- I have been supporting all those people for 4 days. Could you help me please?
- I've been proactively teaching people about how to program since I started my career as a tech lead.
Past perfect continuous
How long something had been happening before something else happened.
- I had been swapping cards until you arrived with the new ones.
- I had been waiting for 2 minutes when you suddenly arrived.
- I had been working at the company for five years when I got the promotion.
Future perfect continuous
Something that will have already begun and will be continuing after something else in the future.
- I will have been cooking for 8 hours by the time you arrive.
- At five o’clock, I will have been waiting for thirty minutes.
Notes for conditionals
It's used to talk about situations that are always true, like a scientific fact. So you can simply summarize it with general truths.
- If you heat water, eventually, it boils.
- If it rains, the ground gets wet.
- If you heat ice, it melts.
- If you pour oil on water, it floats.
- If you mix blue and yellow, you get green.
- If two or more people drift apart, their relationship may gradually ends.
It's used to talk about events in the future that are likely to happen or have a real possibility of happening. You can also say that it expresses a possible condition and its probable result.
- If it rains tomorrow, I will stay at home. It means I think there is a real possibility of rain tomorrow. In this condition, I will remain at home.
- If you go by bus, it will be cheaper.
- If I have money (and it's possible one day), I will make a donation.
- If I have enough money, I'll buy some new shoes.
- She'll miss the bus if she doesn't leave soon.
It's used to talk about a situation in the future that is unlikely to happen or is imaginary, hypothetical, or impossible. So you have a hypothetical condition and its probable result.
- If I knew what to do, I'd do it.
- If I won the lottery, I would travel worldwide and buy a castle.
- If I had hair, I would cut it right away.
- I don't know what I'd do if I lost my password.
- On your daily walk, If you went right at the end of the street, you would see a bank on your left.
- I am not hungry, but if I were hungry, I would eat something.
- I won't forget your birthday, but if did forget your birthday, would you be angry with me?
It's used to express the past consequence of an unrealistic action in the past. So you have an unreal past condition and its possible result in the past.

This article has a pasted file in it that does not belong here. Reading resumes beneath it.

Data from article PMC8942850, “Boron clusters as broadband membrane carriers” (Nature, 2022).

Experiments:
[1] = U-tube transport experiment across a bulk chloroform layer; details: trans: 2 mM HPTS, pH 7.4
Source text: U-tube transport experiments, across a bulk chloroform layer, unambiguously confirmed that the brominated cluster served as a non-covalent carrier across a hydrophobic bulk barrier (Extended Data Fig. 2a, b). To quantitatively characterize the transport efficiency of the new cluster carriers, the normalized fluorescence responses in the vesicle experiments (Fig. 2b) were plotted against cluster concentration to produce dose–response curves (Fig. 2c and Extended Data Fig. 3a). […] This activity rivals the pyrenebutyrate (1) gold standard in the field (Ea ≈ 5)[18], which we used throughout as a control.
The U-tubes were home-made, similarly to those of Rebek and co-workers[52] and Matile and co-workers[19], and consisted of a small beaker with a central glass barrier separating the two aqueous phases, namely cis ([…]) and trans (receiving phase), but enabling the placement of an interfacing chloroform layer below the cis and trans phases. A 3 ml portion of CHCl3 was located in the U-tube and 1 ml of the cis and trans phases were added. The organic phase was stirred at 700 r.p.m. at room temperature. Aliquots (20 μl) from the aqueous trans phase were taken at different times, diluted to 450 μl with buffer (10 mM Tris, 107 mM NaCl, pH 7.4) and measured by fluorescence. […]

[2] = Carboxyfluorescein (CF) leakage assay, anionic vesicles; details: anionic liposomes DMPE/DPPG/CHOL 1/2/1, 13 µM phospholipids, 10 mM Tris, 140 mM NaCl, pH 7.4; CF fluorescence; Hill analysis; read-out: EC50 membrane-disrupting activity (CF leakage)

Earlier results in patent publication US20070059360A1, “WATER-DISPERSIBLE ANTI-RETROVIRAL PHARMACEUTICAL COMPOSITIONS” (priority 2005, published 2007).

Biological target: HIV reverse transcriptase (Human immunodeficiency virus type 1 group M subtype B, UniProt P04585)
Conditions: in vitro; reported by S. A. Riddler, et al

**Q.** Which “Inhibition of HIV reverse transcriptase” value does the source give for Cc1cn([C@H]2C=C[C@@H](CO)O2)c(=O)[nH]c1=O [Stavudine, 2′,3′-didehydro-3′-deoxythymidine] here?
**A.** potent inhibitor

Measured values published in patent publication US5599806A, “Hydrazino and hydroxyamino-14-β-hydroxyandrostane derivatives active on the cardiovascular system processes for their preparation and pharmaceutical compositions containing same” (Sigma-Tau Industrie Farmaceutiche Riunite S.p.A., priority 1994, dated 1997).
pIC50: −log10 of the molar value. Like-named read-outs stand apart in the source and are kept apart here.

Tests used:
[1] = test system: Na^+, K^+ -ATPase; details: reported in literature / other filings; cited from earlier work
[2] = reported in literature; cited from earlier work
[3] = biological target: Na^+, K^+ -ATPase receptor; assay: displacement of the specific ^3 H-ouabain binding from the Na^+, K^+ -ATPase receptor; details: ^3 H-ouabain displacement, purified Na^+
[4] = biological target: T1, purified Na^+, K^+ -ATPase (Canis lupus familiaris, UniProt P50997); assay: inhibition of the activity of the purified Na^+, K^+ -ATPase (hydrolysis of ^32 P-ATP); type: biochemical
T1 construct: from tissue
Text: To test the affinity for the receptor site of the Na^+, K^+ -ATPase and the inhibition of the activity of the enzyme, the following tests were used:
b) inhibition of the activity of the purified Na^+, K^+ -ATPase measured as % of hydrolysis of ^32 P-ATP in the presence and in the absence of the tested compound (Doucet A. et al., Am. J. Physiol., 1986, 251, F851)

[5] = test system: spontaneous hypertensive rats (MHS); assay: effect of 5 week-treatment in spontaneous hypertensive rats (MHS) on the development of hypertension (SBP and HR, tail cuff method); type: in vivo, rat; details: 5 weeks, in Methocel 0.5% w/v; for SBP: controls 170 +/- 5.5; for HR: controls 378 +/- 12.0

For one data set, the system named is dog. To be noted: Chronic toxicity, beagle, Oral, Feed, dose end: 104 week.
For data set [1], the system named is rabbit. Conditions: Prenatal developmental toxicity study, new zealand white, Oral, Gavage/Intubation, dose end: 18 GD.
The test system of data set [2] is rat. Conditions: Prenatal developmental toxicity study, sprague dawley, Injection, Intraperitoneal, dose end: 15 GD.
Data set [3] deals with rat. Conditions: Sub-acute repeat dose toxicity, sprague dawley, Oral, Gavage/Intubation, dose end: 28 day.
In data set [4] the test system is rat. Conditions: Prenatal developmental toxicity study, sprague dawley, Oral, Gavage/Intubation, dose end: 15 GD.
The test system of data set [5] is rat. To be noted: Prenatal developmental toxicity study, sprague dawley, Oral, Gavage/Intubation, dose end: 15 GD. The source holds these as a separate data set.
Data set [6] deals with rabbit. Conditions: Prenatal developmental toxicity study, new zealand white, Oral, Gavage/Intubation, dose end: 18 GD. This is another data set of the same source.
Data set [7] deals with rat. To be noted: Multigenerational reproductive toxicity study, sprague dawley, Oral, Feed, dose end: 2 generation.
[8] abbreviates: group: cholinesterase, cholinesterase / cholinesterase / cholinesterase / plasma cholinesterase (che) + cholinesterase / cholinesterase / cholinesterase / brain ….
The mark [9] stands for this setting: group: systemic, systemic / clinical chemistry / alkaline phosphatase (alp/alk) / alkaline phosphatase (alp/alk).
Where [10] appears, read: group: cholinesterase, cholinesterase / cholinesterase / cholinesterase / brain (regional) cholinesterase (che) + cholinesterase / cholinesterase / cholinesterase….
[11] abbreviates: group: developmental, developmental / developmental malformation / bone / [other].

- If this thing had happened, then this thing would have happened.
- If he'd had money, he would have made a donation.
- If the weather had been good, we would have gone water-skiing.
- If I had seen you, I would have said hello for sure.
- If I'd had the knowledge I have nowadays, I wouldn't have bought all the books about English that I currently have.
- If you had said "on Christmas day" instead of "on Christmas", you would have said it correctly. We use "on" for the day and "at" for the seasonal celebration. Consequently, you can say "at Christmas".
- I wasn't hungry yesterday, but if I had been hungry, I would have eaten something.
Notes for prepositions
- I'm waiting for you at the airport.
- You're on the bus.
- I'm on a boat (only use it if it's a big boat).
- You are always on the bicycle.
- I'm in a boat (if a boat is small enough).
- She gets in the car.
Place and location:
- Jafar wasn't at home yesterday.
- Meet me at my house or do you prefer at 231 Bering Ave in Toronto?
- The picture is on page 10.
- The map lies on the desk.
- I'm writing this in a room.
- Jafar drinks a lot at Christmas.
- Let's meet at noon.
- Jafar drinks a lot on Christmas day.
- We moved into this house on 18 December 2021.
- Let's talk on Sunday. How about on my birthday?
- I started my professional carrier in 2013. In the year 2013, I created my first program.
- I'm writing this blog post in the evening.
James gave a great explanation in his channel about prepositions on, at, in, and by. I recommend also the sites Walden University, Englisch Hilfen, and English Club.
Notes for words that end in ED
When the last sound before -ed is voiced (which means you will feel your vocal cords vibrate), the -ed sound is /d/.
When the last sound before -ed is voiceless (which means you won't feel your vocal cords vibrate), the -ed sound is /t/.
When the last sound before -ed is /t/ or /d/ the -ed sound is /id/.
Notes about phonetics
In regard to the video Vowel and Diphthong Comparison made by Rachel's English:
- ɑ (AH father) vs æ (AA bat).
- ɑ (AH father) vs ʌ (UH butter).
- æ (AA bat or sat) vs ɛ (EH bed or said).
- ɑ (AH father) vs ɔ (AW law).
- i (EE she) vs ɪ (IH sit).
- ɪ (IH sit fix) vs ɛ (EH bed said).
- i (EE she please) vs eɪ (AY say pay).
- eɪ (AY say pay) vs ɪ (IH sit fix).
- eɪ (AY say pay) vs ɛ (EH bed said).
- ʌ (UH butter) vs ɜ (UR bird).
- ʌ (UH butter) vs ə (UH supply astray) known as The Schwa.
- ʊ (UH push) vs u (OO boo).
- ʊ (UH push) vs ʌ (UH butter).
- oʊ (OH no) vs u (OO boo).
- aʊ (OW now) vs ɔ (AW law).
Monophthongs (short vowels):
- ɪ: ship, lip, myth, sit.
- ɛ: said, bed, head.
- æ: bat, cat, pan, ant.
- ʌ: butter, cut, bung, some.
- ɒ: watch, pot, hot.
- ʊ: push, put, should, wood.
- ə: astray, agree, tomato.
Monophthongs (long vowels):
- i: bee, sea, meal.
- ɜ: burn, worm, turn.
- ɑ: arm, half, car.
- ɔ: order, law, caught.
- u: shoe, sue, boot.
Diphthongs (also known as vowel cluster):
- ɪə: queer, here, near
- ɛə: square, there, stair.
- ʊə: newer, sure, manure.
- eɪ: daily, make, lay.
- aɪ: my, try, sigh.
- ɔɪ: noise, boy, oyster.
- əʊ: know, toe, owe.
- aʊ: now, trout, bough.
I use the charts below to understand how I pronounce phonemes. Still, it's important to point out that they are not totally accurate, so check with a native English speaker as your last resource:
Tricky words are those words that cannot be sounded out easily. One of the reasons is concerning phonemes that do not exist in people's mother language, like TH sound for Brazilians. In addition, English has many vowels that are not used in other languages, thus making the learning process a bit difficult.
Notes for words that confuse
Some words may confuse even native English speakers, so don't blame yourself. With proper training, we can mitigate misunderstandings. Let's learn through sample phrases:
- I don’t like to lay my purse on the floor.
- Yesterday, he lay down to sleep at ten o’clock. Tonight, he won’t lie down until midnight.
Over time I'll come here and update this post with more data and even corrections. Ultimately, I'm going to use it for myself 🤣. As I explained initially, this repetition process helps me a lot, and it's crucial to have a native English tutor helping you during the path. I hope it turns out to be useful for you too.
Posted listening to No Time for Caution, Hans Zimmer 🎶.